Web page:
Water Holding Capacity

whcpic2The water holding capacity of a soil is a very important agronomic characteristic. Soils that hold generous amounts of water are less subject to leaching losses of nutrients or soil applied pesticides. This is true because a soil with a limited water holding capacity (i.e. a sandy loam) reaches the saturation point much sooner than a soil with a higher water holding capacity (i.e. a clay loam). After a soil is saturated with water, all of the excess water and some of the nutrients and pesticides that are in the soil solution are leached downward in the soil profile.

Soil water holding capacity is controlled primarily by the soil texture and the soil organic matter content. Soil texture is a reflection of the particle size distribution of a soil. An example is a silt loam soil that has 30% sand, 60% silt and 10% clay sized particles. In general, the higher the percentage of silt and clay sized particles, the higher the water holding capacity. The small particles (clay and silt) have a much larger surface area than the larger sand particles. This large surface area allows the soil to hold a greater quantity of water. The amount of organic material in a soil also influences the water holding capacity. As the level of organic matter increases in a soil, the water holding capacity also increases, due to the affinity of organic matter for water.

In the past 100 years, many laboratory methods have been developed around the world to determine soil water holding capacity. These methods use a variety of special apparatus to determine how much water a soil will hold under various conditions. Most of theses methods start with a water saturated soil sample. The saturated sample is placed on a porous ceramic plate which is then placed in a closed chambers. A known amount whc2 of pressure is then put into the chamber, which forces water out of the soil sample and into the porous plate and out of the chamber (see 1/3 Bar picture). The water holding capacity of the soil is determined by the amount of water held in the soil sample vs. the dry weight of the sample. The amount of pressure applied in these different methods can be as low as 1/3 atmosphere of pressure (about 5 psi) up to 15 atmospheres of pressure (about 225 psi).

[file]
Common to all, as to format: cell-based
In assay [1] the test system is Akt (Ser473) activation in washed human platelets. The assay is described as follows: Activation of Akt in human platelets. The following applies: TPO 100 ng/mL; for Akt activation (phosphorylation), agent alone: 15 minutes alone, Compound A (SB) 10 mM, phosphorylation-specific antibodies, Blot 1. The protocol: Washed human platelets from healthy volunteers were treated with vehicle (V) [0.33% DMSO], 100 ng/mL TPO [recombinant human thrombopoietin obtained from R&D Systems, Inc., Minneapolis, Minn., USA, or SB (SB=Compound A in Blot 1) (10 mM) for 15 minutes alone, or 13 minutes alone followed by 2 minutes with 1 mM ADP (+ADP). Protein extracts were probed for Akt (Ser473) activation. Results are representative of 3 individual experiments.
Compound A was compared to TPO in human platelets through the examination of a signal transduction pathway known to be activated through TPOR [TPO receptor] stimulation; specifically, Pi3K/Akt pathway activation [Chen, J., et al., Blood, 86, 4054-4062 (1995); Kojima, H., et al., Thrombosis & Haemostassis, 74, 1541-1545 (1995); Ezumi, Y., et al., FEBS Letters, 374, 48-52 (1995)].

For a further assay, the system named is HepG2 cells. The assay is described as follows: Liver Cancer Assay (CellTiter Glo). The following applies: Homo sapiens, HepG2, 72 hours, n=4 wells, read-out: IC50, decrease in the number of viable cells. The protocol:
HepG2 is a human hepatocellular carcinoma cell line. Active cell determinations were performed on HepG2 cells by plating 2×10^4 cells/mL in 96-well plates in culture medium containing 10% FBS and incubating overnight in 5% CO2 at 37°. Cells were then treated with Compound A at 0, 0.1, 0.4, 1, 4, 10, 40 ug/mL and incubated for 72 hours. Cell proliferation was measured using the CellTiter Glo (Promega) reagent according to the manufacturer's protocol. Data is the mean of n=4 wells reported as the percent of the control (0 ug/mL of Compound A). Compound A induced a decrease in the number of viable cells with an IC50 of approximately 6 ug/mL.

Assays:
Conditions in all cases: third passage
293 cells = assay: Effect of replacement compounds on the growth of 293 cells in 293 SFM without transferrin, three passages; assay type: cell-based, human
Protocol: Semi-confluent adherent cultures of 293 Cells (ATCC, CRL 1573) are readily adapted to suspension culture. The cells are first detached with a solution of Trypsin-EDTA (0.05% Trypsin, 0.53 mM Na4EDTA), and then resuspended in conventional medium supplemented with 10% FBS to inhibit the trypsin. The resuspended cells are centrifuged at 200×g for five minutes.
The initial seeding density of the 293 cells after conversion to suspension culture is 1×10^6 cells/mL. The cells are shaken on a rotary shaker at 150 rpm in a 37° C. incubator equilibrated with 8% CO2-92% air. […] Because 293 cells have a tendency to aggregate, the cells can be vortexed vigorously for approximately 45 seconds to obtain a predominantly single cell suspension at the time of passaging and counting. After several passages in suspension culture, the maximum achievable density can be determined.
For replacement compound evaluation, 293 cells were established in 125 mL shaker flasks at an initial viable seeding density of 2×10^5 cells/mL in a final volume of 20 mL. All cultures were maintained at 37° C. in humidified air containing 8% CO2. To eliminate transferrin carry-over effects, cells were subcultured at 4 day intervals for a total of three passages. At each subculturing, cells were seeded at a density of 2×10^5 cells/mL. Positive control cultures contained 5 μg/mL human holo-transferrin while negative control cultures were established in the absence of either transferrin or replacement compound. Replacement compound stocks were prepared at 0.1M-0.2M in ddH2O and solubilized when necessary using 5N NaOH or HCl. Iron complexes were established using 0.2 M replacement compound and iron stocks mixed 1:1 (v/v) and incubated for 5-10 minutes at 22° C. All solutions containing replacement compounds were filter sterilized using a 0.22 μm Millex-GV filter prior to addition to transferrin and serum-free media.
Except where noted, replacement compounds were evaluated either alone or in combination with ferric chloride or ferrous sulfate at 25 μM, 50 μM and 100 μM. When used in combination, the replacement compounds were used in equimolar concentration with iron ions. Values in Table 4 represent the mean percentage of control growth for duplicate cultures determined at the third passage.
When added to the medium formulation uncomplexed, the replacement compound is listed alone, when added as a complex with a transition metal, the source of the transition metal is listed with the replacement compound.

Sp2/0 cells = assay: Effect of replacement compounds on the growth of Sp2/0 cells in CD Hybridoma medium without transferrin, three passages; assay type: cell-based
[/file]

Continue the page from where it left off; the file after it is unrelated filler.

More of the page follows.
A few methods of determining the water holding capacity are conducted without external pressure being applied. The apparatus for “0 Bar” water holding capacity method is shown in the figure below. In this method, a soil sample is saturated with water from an adjacent container, with the water level being kept in the middle of the soil (see diagram below). Once equilibrium in this system is reached, the soil sample is weighed. The water holding capacity is calculated based on the weight of the water held in the sample vs. the dry weight of the sample. The “European” maximum water holding capacity method is another method that doesn’t use external pressure. In this method, the soil sample is saturated with water in a cylinder. The cylinder is placed on an absorbent membrane until the excess water is drawn away by gravity (see diagram at right). Once equilibrium is reached, the water holding capacity is calculated based on the weight of the water held in the sample vs. the sample dry weight. whc3

AGVISE Laboratories provides many methods of analysis for our customers to choose from. In an effort to clear up some of the confusion related to these different water holding capacity methods, we tested four samples by each of the eight methods we currently offer. As you can see from the tables (above left), there are large differences in the water holding whc4 capacity of a soil based on the method used. In most situations, our customers know exactly which method they require so there is no confusion. In other cases, we help our customers choose which methods will provide them with the most useful information. The most commonly requested methods for water holding capacity are the 1/3 Bar method, which is commonly referred to as field capacity and the 15 Bar method, which is known as the wilting point (see 15 Bar picture). In the future, these methods may change or become more standardized as research and testing become more global. We will do our best to keep our customers up to date on any modifications of these methods. If you have any questions on the different methods used to determine water holding capacity or have questions on other methods of analysis, please give one of our technical staff a call.